Behavioural attitudes and regulation of temperature in Amphibolurus lizards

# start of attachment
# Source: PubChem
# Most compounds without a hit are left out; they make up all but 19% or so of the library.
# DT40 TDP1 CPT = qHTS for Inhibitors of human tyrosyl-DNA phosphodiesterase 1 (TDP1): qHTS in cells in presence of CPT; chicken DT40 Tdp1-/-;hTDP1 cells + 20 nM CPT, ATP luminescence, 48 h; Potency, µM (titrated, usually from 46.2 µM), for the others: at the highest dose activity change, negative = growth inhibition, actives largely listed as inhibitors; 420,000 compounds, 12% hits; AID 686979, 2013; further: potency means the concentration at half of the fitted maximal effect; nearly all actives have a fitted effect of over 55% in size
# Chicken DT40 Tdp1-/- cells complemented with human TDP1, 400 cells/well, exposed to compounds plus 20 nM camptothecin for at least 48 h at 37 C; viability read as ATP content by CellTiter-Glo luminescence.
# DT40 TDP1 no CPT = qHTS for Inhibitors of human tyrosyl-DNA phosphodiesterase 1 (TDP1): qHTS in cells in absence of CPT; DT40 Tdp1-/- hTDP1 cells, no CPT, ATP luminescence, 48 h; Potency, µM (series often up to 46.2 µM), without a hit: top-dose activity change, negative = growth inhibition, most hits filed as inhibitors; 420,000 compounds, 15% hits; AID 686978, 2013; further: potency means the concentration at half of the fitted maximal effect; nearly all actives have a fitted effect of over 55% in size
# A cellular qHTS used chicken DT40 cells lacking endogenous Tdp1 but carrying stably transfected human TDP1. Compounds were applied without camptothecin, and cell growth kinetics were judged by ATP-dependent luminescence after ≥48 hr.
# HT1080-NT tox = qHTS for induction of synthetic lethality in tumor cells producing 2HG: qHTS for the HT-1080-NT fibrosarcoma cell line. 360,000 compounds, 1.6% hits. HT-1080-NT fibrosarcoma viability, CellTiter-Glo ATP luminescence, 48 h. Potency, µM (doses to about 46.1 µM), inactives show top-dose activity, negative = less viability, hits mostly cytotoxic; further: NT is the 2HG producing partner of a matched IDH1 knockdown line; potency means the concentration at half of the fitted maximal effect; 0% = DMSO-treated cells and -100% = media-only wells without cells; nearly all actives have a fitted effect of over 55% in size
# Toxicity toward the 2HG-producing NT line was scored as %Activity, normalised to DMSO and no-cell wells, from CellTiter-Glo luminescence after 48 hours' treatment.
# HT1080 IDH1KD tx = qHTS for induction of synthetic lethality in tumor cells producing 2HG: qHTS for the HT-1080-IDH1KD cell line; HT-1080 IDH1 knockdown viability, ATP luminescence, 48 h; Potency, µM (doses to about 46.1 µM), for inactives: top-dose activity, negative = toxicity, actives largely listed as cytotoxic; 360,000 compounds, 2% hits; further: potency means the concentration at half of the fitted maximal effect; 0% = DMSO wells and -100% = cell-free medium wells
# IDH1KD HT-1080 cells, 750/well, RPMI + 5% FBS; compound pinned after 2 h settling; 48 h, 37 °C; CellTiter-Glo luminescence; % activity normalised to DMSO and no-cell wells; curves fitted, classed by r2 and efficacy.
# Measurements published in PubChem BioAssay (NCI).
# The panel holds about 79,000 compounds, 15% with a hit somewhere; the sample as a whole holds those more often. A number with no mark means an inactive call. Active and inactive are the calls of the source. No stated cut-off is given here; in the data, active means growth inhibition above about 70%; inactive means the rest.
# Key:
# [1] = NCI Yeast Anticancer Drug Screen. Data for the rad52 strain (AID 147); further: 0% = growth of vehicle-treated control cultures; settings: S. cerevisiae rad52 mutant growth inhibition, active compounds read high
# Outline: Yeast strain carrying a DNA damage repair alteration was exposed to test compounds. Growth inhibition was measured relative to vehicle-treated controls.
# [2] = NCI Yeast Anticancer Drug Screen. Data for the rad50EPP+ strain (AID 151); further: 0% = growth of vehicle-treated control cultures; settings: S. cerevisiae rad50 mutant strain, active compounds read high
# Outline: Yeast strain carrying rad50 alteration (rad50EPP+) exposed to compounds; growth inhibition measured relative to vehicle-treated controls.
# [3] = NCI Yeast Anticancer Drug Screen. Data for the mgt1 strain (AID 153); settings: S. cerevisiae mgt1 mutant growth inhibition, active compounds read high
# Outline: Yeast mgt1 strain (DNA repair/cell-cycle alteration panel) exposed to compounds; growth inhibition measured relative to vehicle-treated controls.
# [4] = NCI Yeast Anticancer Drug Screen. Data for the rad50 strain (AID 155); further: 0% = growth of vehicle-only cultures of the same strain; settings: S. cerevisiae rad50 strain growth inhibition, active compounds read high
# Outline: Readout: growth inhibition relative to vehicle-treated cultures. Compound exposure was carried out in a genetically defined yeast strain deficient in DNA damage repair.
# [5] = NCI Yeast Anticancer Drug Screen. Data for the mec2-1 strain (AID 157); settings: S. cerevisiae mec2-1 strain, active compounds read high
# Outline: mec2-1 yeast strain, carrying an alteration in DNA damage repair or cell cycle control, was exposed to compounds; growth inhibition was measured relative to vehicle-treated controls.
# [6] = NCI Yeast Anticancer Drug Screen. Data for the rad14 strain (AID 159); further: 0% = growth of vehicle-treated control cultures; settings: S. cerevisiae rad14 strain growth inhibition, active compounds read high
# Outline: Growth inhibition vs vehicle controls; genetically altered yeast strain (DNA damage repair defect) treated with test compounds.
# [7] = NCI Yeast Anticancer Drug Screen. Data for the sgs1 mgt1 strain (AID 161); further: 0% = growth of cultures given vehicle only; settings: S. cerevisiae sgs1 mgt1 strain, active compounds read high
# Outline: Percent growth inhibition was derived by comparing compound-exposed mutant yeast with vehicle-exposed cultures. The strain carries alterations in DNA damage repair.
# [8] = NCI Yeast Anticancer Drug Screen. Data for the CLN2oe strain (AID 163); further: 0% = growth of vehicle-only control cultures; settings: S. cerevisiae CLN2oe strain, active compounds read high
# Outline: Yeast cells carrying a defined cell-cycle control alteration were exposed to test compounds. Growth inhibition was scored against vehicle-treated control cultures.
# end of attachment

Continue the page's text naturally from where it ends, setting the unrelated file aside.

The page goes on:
The contribution of discrete behavioural attitudes towards temperature regulation has been studied, both in the field and in the laboratory, in five species of Agamid lizards of the genus Amphibolurus. This genus has radiated widely in the arid and semi-arid areas of Australia and the species selected for study were chosen to represent, as closely as possible, the range of habitats occupied by the genus. Behaviour patterns thought to be of significance in temperature regulation have been characterized thermally in terms of the mean body temperature and the set of mean environmental temperatures at which they have been observed. When comparisons are made between the temperature specificities of similar and analogous behaviour patterns displayed by species from different habitats, few significant differences emerge. Thus, desert-living species show no greater tolerance towards grossly elevated body temperatures than do species from less severe habitats, when similarly temperature acclimated, although the former are exposed daily to environmental temperatures much greater than those prevailing in semi-arid and sub-humid habitats. Selection for the ability to tolerate increased body temperatures therefore does not appear to have operated in the genus, due to the efficacy of the thermoregulatory behaviour of these lizards. All species, however, depend upon the presence of thermal refuges for their survival during the hottest periods of the day, and this is especially so for species inhabiting very hot dry habitats. Desert-inhabiting species are also obliged to spend considerable periods of the day in high-temperature avoidance behaviour patterns and are thus forced to endure long daily exposures to body temperatures above those preferred for activity. Short-term acclimatory adjustments in temperature tolerance assist the animals in surviving this exposure. The situation with Amphibolurus contrasts strongly with that found in other desert-living agamids, such as Diporophora, which are unable to avoid effectively the heat of the day and show an ability to tolerate high body temperatures far in excess of the most thermophilic Amphibolurus species.